The culinary industry has been traditionally dominated by male executive chefs. Wolfgang Puck, Bobby Flay, Gordon Ramsay and Jamie Oliver are just a couple of the most well-known chefs in the industry. And while their cooking styles are very distinct, they all still fit the stigma that high-end cooking is a male-dominated profession.
But women chefs are here to change that. They’re proving that with their unique recipes and mouthwatering creations, female cooks are forces to be reckoned with. Today, female chefs rank among the industry’s best, earning major awards and Michelin stars.
Denver is a prime example of this new world of cooking. Here’s a look at some of Denver’s top female chefs who are making their marks on the culinary scene right now.
Even if you don’t frequent Bistro Vendome, Euclid Hall, Stoic & Genuine or Rioja, the name Jennifer Jasinski should ring a bell. In addition to winning the James Beard Foundation award for Best Chef Southwest in 2013, Chef Jen was named 2004 Colorado Chef of the Year and 2005 Western Regional Chef of the Year by the American Culinary Federation, is a permanent fixture on best chef lists, both locally and nationally, and appears on Bravo TV’s Top Chef Masters.
Her latest endeavor, Ultreia, is set to open at Union Station in early 2017. According to the Denver Post, Ultreia “will focus on the shared plate pinxtos — pronounced PEEN-chos — and tapas of the Iberian peninsula countries of Spain and Portugal.” The unique name translated loosely means “onward,” a fitting moniker for the transit hub location. The 1,900 square-foot restaurant will take up residence in the former Fresh eXchange space and will offer mezzanine seating and a full bar.
Elise Wiggins brings decades of restaurant experience to her executive chef career, including a 12-year stint as Executive Chef of Panzano, named Best Italian restaurant by Westword and winner of multiple awards for food and service.
She is now stepping out of her role at Panzano and opening Cattivella, an Italian joint that will provide a different take to Italian food in Denver. The restaurant is part of the Eastbridge project in the Stapleton neighborhood where she lives.
Cattivella, which translates to “naughty girl,” will be located on the southwest corner of Martin Luther King Boulevard and Galena Street. It joins chef-driven restaurants from Troy Guard, Lon Symensma and the Kitchen Next Door in the Eastbridge project, which abuts the long-awaited King Soopers currently under construction.
Designed by Sarah Brown of Semple Brown Design, an exhibition kitchen will be the star of the show and focus all attention to a wood- burning pizza oven, a wood-burning grill and the dance of the Cattivella cooks. Guests also can sit overlooking the pastificio (pasta table) section of the chefs’ counter, while others might sit with a view of the Butchers’ Corner where the butchers work on beef, pork, lamb and other whole animals. The surrounding chefs’ counter will seat 26, along with 74 additional interior seats and 100 seats on a wrap-around patio with mountain views. The open kitchen will provide an ideal setting for the cooking classes Wiggins will continue to offer.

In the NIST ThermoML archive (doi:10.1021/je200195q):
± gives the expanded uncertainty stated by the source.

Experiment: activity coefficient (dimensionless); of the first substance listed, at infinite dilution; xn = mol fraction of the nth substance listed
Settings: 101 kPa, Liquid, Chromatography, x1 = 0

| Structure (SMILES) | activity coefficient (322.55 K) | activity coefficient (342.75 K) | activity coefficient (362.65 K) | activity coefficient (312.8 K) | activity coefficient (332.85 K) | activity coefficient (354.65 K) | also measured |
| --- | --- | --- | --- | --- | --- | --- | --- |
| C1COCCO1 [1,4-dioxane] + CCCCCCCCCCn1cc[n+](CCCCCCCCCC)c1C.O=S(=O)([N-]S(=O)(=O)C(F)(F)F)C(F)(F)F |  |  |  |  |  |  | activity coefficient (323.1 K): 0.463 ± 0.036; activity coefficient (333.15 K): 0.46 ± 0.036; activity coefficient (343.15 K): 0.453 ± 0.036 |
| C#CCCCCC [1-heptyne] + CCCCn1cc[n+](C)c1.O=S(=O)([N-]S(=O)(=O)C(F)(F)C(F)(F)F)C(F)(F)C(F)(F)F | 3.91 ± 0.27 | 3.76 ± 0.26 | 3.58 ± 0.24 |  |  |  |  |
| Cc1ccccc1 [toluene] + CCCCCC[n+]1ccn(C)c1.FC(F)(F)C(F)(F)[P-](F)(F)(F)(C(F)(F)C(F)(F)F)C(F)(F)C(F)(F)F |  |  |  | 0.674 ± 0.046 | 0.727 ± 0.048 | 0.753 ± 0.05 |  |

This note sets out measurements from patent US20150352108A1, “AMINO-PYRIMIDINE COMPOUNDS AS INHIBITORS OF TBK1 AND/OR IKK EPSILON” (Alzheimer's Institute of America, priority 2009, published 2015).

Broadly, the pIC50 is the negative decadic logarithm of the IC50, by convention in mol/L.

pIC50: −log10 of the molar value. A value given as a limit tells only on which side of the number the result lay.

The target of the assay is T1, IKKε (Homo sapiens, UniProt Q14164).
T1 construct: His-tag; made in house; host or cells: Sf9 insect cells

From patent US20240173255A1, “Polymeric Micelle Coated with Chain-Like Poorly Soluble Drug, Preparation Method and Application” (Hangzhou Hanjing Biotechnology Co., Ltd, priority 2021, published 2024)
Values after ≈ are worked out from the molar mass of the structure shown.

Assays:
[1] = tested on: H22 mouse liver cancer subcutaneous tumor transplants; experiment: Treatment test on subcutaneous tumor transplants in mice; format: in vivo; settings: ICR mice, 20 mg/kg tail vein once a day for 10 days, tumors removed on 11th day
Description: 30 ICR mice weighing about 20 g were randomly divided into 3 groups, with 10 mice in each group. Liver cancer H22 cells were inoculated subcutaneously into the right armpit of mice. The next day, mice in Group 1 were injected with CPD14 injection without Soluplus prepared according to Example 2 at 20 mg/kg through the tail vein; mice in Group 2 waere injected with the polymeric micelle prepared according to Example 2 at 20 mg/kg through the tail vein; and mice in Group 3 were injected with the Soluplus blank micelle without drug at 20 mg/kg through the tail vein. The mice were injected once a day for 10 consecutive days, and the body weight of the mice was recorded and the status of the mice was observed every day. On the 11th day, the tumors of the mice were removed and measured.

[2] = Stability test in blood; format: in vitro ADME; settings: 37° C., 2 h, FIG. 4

Cattivella is expected to open by late fall or early winter.
Mary Nguyen is anything short of a hard worker. She burst onto the scene in 2005 with Parallel 17, an Asian-inspired eatery. In December 2013, she opened Olive & Finch, a contemporary café that sells breads, cheeses and meats, and also provides a tasty breakfast lineup and a creative array of sandwiches. Around the same time, she changed course at Parallel 17 and reimagined the space into P17, a French bistro. This past May, P17 closed. However, Nguyen “is not slowing down,” according to Eater, “but rather making room to grow her quick-service eatery Olive & Finch…A second location will open this fall in the Cherry Creek North neighborhood at 3390 East 1st Avenue (First Avenue and Cook Street), with plans in the works to open three more locations in the metro area.”
Her love for food started when her mother taught her that food brings people together. “No matter what’s going on in our busy day-to-day lives, we all try to get together on Sunday, and my mother cooks a feast – and everyone always finds their favorite dish on the table,” she told Zagat. And while Nguyen loves being a woman chef, she says that she doesn’t make her gender a point of identity for her. “It’s the same when someone asks me what the advantages are of being an Asian chef. Simply put, I’m a chef who happens to be a woman who also happens be Asian.”
Born in Ontario, Canada, and raised in Denver, Nadine Donovan has really made a name for herself in the culinary industry. She is now one of the state’s most respected pastry pros thanks to her work as Executive Pastry Chef for Secret Sauce Food & Beverage, the local restaurant group behind Steuben’s, Ace Eat Serve and Vesta Dipping Grill.
Secret Sauce F&B most recently opened up a new Steuben’s location in the former Gunther Toody’s space at Ralston Road in Arvada this past March and is working on Steuben’s ice cream program, making all ice cream in-house.
When asked about her proudest accomplishment, Donovan told Denver Life, “Two years ago, I was chosen for the Denver Five, a group of five chefs every year that get to represent Colorado at the James Beard House in New York. The year I did it, it was all female chefs, so we got to represent Colorado and girl power. The James Beard House has so much history and pride, and to have the opportunity to cook there? Wow.”
What other female cooks should we be looking out for? Let us know in the comments below.